11 PARTICIPATION CURRICULUM PARTICIPATION This area indicates support needed to participate in a meaningful learning program. It details the degree of curriculum adaptation the teacher must provide for learning to occur. Will attempt structured tasks in all curriculum areas but has difficulty with concentration and completion. Can learn new skills and concepts with repeated individual instruction. The curriculum needs to be adapted in some specific areas. Requires a range of assessment practices to demonstrate learning outcomes. Needs close supervision to remain on task. Group 2 Can undertake learning activities in all areas if presented in small steps, but some support is needed to stay on task. Writing is more difficult for the student than for age-peers and some adaptations to the curriculum are required. Can acquire new skills after repeated individual instruction, with significant curriculum adaptations. Group 3 Copes with structured tasks in very small steps for a limited time with constant assistance. Requires modification and direct assistance due to significantly delayed fine motor skills. May acquire new skills after intensive individual instruction, but has difficulty retaining them. Simple verbal instructions, concrete demonstrations and initial 'hand over hand' assistance are required to support learning. Significant support and individualised strategies or materials are needed to ensure engagement in most curriculum areas. A high level of adaptation to the curriculum and program delivery within a highly structured classroom environment is needed. Individually tailored assessment practices are needed to demonstrate learning outcomes. Group 4 Total support and hands on assistance is required for basic sensory and cognitive stimulation. Requires high level adaptations in all areas of the curriculum and intensive support to enable participation in class activities. Requires constant adult intervention and highly individualised strategies to participate in the learning program and to demonstrate learning outcomes. 10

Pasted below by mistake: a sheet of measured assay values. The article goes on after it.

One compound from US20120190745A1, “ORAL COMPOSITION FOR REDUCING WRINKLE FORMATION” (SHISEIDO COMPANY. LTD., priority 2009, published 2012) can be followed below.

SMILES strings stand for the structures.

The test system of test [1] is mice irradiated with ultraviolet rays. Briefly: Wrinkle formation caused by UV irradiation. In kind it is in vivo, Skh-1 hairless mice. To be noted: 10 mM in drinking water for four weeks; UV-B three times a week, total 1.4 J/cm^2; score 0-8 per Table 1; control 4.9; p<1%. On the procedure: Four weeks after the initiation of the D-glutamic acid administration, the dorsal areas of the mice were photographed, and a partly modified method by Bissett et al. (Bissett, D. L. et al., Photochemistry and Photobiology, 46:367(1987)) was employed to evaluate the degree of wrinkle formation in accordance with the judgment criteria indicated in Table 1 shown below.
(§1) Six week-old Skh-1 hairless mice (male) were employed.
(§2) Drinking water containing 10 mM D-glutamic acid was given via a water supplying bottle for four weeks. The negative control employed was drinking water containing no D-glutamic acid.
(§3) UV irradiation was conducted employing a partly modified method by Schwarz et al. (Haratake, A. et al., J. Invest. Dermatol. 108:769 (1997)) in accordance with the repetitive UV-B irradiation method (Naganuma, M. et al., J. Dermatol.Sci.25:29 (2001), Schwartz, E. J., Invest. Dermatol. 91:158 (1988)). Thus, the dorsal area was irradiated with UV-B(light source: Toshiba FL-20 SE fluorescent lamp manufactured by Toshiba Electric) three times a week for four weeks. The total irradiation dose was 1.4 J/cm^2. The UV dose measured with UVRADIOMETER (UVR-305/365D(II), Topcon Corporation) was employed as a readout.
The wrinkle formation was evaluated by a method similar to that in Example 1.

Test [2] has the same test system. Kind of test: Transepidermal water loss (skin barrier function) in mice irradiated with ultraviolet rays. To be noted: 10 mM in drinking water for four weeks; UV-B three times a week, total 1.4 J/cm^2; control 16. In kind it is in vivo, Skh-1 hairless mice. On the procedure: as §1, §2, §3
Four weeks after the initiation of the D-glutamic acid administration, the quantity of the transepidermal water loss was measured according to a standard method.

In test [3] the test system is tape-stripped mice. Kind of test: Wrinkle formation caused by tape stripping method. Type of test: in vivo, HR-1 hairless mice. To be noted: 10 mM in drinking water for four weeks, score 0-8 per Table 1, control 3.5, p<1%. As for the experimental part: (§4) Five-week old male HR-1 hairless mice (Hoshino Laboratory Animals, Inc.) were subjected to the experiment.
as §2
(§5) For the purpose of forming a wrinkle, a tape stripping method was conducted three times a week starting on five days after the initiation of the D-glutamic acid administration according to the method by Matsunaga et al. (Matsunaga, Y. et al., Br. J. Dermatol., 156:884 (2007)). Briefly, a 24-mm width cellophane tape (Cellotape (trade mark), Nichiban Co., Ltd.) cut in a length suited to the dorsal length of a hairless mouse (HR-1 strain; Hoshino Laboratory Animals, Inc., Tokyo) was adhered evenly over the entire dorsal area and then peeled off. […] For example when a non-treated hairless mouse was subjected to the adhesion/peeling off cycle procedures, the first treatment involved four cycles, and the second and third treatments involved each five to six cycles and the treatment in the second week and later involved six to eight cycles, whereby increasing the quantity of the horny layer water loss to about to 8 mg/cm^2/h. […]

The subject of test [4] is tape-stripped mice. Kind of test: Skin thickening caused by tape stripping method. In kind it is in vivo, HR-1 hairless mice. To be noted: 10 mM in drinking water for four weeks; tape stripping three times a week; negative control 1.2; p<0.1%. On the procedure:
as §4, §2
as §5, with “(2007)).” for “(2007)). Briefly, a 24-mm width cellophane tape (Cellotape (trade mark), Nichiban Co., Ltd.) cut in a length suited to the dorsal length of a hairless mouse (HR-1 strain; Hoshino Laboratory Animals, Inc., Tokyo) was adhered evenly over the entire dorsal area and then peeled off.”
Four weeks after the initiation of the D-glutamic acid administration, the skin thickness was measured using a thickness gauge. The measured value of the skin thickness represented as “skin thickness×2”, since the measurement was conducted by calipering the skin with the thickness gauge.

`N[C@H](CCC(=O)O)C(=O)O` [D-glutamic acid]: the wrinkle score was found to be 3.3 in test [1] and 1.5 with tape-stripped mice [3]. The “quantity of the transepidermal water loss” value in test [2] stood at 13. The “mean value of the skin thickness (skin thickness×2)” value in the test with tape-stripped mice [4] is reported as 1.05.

12 PARTICIPATION COMMUNICATION This area builds on information previously given in Part A: Communication. It focuses on specific language/communication development of the student, and the level and type of programs needed. Has a program developed with input from a Speech Pathologist or Itinerant Teacher to reinforce and practise some communication skills; verbal or augmented, receptive or expressive or pragmatic skills. Some teaching of vocabulary and speech patterns is needed to develop appropriate use of language. Requires prompts to maintain a reciprocal conversation. Group 2 Has an individualised program developed with input from a Speech Pathologist or Itinerant Teacher to develop communication skills: verbal or augmented, receptive or expressive and pragmatic understandings. Ongoing training and support is needed in the use of a communication system to supplement spoken language eg, picture symbols, signing. Explicit teaching and modelling is needed to develop basic speech and/or language structures and support the meaningful use of language. Group 3 A highly intensive and individualised program designed with input from a Speech Pathologist or Itinerant Teacher is needed to promote communication with other students, to communicate needs and choices and to allow participation in learning. Requires ongoing training and support in the use of another communication method due to limited spoken language. Group 4 Communication occurs using an alternative communication method and the student requires intensive and ongoing training and support in its use. Unable to understand the pragmatics of communication and requires intensive support to interpret instruction and communicate effectively in the school situation. Highly intensive, individualised and long-term instruction with input from a speech pathologist or itinerant teacher is needed for the student to acquire the basic communication skills required to participate in their learning program. 11